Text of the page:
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By Andrew Frost
A double header at the Sarah Cottier Gallery pits the sublime with the ridonculous, depending of course on your point if view. Upfront is Matthys Gerber’s self-tilted show of big paintings that are colourful battles between Nike-style swooshes, splats and curlicues, all delivered with the artist’s trademark bravura. Where Gerber’s work once had the patina of provocation, his work has now taken on an almost classical attitude, at once casual and insouciant, but also indifferent and timeless, like a Roman column of good taste standing above the madness of the fall of the empire.
Out the back of the gallery is Tony Schwensen’s Creationism Triptychs [Notes on Idiocracy], a collection of black and white prints of monkeys, test pilots and old art, amongst which are hung flat screen televisions where the artist performs with socks in his ears and bush ranger beard that is both scary and alluring. The titles of these new works have taken on a Frank-ian descriptiveness, the shortest of which reads Creationism Triptych IV (Eugenics and Art History) The Mother of Joseph Beuys, The Father of Mike Parr, The Son of Matthew Barney (Lazy American Conceptualism). Schwensen definitely has a bee in his bonnet about something.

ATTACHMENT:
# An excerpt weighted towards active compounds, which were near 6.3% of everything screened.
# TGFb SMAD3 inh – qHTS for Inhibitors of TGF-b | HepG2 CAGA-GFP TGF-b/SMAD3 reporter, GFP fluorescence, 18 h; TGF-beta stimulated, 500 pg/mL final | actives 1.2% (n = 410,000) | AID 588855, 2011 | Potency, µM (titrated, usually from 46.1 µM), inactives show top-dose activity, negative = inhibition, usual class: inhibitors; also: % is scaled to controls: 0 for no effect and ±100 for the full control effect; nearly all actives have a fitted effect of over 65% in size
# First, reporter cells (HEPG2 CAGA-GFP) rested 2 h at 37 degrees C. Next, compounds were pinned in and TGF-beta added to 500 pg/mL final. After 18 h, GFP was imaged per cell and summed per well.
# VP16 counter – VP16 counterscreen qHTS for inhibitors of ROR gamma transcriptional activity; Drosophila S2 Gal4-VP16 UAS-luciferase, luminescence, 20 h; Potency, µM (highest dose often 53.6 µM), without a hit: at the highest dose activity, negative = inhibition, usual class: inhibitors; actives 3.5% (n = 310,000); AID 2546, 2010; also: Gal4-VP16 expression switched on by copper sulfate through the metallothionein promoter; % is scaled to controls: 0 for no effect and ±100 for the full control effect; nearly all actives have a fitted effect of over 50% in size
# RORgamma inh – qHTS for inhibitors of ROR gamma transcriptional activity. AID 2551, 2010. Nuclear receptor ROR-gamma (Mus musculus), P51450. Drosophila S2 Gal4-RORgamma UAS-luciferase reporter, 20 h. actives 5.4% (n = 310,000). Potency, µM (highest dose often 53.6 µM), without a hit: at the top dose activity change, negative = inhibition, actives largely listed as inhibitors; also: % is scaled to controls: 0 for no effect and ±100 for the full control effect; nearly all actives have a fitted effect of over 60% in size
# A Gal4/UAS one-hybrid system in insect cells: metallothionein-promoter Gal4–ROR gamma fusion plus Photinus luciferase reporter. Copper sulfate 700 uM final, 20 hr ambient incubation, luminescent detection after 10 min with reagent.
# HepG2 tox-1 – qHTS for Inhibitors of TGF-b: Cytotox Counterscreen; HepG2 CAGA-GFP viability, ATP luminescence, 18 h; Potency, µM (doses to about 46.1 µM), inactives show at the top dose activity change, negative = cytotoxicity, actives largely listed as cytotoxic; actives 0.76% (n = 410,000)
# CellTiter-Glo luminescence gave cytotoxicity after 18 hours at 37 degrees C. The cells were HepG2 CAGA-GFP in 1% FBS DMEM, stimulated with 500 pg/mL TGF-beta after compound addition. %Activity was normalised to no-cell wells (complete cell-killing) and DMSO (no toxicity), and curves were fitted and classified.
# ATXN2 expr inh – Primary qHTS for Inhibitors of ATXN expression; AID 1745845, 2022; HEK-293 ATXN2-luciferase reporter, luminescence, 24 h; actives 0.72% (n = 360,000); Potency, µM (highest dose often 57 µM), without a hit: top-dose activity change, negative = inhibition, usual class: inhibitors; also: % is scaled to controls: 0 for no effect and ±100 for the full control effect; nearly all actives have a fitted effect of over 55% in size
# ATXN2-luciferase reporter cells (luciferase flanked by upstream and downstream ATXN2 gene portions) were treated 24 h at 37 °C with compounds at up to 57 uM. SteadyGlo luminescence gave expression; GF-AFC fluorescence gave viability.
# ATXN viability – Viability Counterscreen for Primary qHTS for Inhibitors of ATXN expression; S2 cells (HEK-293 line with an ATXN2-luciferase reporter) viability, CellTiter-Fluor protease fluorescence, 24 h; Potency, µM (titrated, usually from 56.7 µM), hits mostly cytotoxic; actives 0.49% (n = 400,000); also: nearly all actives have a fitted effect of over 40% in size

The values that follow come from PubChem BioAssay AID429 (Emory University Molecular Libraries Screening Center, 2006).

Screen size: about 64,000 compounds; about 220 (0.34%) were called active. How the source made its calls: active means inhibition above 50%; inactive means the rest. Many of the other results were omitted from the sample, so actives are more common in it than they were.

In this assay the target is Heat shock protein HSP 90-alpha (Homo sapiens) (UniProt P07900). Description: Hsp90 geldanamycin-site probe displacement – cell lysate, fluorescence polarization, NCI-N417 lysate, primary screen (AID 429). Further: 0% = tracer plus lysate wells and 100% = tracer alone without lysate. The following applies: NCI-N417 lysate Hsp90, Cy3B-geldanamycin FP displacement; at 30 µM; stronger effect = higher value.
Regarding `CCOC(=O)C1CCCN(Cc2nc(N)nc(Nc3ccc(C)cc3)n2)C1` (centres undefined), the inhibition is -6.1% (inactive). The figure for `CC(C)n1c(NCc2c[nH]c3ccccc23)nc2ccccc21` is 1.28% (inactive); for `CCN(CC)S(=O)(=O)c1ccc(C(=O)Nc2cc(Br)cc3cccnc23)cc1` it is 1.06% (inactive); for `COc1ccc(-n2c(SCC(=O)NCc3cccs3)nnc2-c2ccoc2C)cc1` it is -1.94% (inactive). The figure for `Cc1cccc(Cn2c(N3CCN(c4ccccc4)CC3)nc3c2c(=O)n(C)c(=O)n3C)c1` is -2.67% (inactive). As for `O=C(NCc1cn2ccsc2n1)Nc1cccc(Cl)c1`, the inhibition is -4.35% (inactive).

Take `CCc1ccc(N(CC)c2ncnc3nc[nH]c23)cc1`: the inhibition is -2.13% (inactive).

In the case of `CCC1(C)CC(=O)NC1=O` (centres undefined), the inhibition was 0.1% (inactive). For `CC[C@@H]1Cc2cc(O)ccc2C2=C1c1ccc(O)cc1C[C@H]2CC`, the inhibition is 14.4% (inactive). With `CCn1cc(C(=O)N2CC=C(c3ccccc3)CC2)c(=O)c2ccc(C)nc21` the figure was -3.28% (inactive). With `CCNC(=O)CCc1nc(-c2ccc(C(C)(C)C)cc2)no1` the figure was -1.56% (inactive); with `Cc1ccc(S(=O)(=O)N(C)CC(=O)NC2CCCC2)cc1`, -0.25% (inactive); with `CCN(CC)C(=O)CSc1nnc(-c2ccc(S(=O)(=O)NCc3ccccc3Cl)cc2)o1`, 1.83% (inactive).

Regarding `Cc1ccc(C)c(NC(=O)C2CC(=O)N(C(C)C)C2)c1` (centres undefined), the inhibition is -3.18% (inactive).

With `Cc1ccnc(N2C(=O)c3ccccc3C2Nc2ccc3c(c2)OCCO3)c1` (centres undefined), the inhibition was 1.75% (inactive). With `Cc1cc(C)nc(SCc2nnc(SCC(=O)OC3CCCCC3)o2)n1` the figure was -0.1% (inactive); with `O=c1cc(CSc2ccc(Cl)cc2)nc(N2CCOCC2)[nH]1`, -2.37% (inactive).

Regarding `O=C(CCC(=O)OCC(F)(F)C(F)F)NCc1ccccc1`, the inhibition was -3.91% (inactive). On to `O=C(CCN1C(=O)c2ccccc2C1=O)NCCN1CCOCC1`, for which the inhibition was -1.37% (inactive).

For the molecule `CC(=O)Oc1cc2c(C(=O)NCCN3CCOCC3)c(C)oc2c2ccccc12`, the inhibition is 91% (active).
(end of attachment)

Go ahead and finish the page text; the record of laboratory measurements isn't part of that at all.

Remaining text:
Until July 13
Sarah Cottier Gallery, Paddington
Pic: Matthys Gerber, Pump, 2013. Oil on canvas, 190 x 300cm.
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